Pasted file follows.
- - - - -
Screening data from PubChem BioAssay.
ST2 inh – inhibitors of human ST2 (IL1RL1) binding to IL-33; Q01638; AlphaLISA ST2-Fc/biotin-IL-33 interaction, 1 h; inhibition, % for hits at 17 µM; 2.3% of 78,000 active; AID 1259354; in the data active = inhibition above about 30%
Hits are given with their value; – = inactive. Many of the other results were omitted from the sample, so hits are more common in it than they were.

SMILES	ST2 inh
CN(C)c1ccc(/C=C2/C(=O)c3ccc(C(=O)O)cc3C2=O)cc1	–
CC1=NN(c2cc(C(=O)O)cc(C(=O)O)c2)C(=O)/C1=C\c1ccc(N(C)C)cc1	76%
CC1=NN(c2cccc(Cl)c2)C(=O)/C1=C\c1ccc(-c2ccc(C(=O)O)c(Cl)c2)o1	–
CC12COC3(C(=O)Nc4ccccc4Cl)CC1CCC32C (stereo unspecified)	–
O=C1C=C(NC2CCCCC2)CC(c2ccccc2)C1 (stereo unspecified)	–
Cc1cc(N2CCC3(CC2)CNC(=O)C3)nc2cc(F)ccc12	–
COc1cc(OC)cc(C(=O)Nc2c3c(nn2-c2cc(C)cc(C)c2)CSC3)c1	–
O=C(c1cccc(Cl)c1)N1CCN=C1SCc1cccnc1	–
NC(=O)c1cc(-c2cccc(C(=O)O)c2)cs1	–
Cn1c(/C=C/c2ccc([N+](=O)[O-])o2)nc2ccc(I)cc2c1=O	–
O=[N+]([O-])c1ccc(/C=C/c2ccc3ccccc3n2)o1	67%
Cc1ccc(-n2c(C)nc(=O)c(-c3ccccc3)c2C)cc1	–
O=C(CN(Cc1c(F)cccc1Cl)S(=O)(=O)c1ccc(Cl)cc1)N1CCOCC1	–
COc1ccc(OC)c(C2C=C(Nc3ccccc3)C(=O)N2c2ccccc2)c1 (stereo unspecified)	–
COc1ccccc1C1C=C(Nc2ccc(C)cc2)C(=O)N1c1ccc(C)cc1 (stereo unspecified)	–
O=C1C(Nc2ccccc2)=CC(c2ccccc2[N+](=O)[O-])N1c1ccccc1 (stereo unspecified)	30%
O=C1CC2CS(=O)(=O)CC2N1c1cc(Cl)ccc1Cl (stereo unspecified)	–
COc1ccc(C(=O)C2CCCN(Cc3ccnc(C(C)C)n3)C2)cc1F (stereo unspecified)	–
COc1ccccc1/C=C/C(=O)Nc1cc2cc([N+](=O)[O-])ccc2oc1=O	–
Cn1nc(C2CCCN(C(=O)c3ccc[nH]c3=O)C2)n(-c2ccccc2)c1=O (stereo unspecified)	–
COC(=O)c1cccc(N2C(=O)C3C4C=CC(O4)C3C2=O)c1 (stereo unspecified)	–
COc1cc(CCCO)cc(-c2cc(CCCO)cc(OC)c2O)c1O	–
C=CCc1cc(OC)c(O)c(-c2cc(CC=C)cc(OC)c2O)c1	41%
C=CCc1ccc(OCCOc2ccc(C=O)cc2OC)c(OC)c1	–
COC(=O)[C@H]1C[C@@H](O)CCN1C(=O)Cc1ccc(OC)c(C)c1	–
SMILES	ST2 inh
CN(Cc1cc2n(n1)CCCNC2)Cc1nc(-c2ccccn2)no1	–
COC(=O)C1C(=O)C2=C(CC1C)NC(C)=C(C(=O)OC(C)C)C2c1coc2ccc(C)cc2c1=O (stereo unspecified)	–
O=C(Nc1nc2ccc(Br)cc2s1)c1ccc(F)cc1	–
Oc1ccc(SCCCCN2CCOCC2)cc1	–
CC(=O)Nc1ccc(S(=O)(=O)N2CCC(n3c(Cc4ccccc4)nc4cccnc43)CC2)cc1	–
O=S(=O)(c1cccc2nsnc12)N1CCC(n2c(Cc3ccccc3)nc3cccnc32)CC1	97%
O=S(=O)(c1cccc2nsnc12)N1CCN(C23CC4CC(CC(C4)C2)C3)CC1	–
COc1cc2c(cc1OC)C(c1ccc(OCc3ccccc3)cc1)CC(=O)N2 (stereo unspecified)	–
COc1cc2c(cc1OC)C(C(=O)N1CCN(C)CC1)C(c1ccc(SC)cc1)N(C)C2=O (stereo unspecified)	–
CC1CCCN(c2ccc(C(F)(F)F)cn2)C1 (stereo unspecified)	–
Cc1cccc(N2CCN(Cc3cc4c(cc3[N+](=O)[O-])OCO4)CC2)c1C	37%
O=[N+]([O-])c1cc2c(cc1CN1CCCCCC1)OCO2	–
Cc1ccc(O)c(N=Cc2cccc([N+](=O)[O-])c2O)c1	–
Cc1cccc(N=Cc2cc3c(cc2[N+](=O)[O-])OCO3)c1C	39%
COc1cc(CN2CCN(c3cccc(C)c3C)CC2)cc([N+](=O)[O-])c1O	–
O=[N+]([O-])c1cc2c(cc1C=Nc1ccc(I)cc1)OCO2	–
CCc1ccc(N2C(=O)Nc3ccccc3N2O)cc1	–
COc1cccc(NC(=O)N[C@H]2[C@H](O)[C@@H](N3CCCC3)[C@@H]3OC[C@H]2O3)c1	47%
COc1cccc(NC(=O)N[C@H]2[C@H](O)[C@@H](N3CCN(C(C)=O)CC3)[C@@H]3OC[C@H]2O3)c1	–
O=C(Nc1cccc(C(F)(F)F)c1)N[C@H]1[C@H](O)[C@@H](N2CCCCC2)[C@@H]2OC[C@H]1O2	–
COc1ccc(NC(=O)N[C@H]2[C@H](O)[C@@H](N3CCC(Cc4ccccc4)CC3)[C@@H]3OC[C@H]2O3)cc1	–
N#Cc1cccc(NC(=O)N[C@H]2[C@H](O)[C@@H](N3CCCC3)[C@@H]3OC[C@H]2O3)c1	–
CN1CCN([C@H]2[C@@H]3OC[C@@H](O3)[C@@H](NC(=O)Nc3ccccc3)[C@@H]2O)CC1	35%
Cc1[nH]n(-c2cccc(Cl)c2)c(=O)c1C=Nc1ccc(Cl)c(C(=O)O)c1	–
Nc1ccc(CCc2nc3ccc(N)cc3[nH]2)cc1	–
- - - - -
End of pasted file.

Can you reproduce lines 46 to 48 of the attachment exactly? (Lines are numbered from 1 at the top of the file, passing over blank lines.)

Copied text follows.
O=[N+]([O-])c1cc2c(cc1C=Nc1ccc(I)cc1)OCO2	–
CCc1ccc(N2C(=O)Nc3ccccc3N2O)cc1	–
COc1cccc(NC(=O)N[C@H]2[C@H](O)[C@@H](N3CCCC3)[C@@H]3OC[C@H]2O3)c1	47%